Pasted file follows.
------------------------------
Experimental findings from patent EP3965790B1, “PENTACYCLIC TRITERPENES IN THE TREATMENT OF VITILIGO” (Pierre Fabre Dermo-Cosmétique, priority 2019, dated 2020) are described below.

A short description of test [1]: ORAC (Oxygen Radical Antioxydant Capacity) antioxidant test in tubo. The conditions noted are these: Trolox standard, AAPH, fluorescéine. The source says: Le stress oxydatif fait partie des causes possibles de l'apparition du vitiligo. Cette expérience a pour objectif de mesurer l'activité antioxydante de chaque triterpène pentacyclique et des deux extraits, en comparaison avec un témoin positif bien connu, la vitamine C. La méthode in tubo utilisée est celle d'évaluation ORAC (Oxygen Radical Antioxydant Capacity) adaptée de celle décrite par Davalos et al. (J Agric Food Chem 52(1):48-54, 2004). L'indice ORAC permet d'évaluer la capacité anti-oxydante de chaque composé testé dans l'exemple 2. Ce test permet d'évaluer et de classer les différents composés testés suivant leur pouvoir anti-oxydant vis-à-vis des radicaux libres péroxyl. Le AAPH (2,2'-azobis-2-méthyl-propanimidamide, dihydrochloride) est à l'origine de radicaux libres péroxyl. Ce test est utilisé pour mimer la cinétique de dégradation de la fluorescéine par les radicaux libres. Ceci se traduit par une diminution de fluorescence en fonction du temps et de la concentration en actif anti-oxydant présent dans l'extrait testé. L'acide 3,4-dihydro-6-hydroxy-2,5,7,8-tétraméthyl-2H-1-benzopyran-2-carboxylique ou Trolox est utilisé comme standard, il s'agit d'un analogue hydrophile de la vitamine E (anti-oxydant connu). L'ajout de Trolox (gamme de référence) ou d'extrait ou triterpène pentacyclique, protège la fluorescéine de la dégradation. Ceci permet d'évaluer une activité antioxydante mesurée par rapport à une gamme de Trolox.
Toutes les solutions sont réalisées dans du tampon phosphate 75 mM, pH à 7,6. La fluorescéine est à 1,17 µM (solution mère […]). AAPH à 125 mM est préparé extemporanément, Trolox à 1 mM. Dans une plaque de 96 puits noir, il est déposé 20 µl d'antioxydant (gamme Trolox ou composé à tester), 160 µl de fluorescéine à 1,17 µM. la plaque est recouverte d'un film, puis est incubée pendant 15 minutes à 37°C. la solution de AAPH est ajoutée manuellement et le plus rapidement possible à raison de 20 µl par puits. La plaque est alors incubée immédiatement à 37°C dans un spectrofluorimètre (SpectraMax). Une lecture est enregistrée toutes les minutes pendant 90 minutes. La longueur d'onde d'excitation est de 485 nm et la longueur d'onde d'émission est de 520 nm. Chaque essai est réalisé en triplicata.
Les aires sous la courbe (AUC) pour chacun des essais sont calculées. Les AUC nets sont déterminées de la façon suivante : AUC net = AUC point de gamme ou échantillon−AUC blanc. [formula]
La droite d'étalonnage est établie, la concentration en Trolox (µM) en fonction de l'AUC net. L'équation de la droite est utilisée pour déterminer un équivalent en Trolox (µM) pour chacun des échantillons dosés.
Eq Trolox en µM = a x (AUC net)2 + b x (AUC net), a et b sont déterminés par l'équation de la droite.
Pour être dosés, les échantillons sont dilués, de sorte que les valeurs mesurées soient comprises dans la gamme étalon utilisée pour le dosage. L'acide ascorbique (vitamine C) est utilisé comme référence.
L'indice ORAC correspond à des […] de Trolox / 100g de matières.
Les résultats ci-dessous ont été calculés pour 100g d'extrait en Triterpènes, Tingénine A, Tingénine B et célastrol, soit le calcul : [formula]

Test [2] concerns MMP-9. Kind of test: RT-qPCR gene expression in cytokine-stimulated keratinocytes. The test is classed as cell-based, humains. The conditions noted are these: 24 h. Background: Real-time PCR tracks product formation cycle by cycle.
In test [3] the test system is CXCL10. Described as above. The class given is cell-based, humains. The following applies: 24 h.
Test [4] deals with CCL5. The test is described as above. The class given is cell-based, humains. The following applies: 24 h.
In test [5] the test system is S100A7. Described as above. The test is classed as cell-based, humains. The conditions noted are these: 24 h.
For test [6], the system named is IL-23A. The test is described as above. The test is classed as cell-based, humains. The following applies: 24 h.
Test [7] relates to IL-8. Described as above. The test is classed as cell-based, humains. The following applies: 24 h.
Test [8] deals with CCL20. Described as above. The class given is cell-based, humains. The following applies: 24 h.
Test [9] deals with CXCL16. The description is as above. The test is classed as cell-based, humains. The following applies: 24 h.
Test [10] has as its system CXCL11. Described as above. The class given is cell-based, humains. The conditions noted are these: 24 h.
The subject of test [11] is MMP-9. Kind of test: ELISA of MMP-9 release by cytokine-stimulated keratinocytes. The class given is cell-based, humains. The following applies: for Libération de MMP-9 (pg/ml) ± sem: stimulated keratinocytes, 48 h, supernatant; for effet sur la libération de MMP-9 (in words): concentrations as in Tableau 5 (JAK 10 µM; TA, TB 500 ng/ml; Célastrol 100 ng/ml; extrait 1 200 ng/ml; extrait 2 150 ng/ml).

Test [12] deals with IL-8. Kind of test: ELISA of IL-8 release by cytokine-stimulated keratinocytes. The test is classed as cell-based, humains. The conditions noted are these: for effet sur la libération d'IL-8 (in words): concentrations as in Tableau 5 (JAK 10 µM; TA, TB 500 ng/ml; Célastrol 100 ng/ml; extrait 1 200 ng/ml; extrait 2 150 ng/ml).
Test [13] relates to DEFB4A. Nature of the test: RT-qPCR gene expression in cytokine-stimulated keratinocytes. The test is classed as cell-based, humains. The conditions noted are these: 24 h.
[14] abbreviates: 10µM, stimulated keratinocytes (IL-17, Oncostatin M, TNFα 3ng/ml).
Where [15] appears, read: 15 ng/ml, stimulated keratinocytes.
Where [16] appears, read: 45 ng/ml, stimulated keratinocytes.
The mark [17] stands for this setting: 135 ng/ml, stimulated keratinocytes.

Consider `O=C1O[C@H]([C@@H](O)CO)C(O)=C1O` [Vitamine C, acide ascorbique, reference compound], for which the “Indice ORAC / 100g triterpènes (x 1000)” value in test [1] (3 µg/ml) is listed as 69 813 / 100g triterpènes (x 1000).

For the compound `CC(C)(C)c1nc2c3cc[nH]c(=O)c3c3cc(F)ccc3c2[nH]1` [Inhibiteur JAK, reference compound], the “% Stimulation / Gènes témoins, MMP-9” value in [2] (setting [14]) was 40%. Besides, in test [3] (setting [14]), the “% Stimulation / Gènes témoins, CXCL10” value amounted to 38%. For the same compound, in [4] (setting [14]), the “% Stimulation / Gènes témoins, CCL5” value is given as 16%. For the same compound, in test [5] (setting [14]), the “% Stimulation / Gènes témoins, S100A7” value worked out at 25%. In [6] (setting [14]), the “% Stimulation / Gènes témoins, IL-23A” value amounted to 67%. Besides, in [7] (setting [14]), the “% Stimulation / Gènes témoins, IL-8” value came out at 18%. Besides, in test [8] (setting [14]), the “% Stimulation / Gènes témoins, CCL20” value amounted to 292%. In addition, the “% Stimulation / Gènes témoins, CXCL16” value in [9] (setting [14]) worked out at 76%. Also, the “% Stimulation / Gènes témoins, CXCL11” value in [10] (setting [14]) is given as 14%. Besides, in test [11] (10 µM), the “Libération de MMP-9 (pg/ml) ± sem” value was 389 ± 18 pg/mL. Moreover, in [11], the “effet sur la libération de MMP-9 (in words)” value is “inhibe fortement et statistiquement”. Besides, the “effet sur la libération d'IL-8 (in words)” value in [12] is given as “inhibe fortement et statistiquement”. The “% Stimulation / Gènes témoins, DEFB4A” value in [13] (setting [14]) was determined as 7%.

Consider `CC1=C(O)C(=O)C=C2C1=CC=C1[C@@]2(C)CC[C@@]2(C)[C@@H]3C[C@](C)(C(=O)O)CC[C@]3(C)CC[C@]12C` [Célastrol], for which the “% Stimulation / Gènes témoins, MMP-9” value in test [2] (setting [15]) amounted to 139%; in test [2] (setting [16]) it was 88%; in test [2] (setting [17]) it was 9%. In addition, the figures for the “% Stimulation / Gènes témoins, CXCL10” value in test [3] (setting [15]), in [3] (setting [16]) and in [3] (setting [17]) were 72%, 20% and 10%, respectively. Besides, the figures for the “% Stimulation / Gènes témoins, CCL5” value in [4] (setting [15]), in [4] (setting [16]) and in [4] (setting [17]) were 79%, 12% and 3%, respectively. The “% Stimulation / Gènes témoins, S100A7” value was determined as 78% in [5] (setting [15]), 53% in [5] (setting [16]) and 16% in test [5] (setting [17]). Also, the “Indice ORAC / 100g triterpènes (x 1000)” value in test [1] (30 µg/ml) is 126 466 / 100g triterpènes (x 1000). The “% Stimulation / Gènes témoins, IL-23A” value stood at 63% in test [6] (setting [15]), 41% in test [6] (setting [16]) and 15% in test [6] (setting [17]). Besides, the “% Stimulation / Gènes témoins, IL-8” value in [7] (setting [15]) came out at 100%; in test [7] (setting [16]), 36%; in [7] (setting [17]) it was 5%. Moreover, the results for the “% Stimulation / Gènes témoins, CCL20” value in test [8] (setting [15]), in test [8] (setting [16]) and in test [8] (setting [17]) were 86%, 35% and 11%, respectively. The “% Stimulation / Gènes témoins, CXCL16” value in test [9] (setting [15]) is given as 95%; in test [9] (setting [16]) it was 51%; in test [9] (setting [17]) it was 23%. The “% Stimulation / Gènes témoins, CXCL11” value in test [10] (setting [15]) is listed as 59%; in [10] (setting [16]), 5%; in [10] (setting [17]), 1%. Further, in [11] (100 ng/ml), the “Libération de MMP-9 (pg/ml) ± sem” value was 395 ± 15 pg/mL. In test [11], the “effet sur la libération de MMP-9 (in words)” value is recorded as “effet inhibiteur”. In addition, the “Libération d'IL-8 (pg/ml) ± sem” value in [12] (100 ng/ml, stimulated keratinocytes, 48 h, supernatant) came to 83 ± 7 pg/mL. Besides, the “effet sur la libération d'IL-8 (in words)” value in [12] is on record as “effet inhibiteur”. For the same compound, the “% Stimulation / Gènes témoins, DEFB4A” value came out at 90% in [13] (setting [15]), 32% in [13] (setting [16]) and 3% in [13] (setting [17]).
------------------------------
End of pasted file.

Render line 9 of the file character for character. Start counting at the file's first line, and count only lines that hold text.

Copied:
Les résultats ci-dessous ont été calculés pour 100g d'extrait en Triterpènes, Tingénine A, Tingénine B et célastrol, soit le calcul : [formula]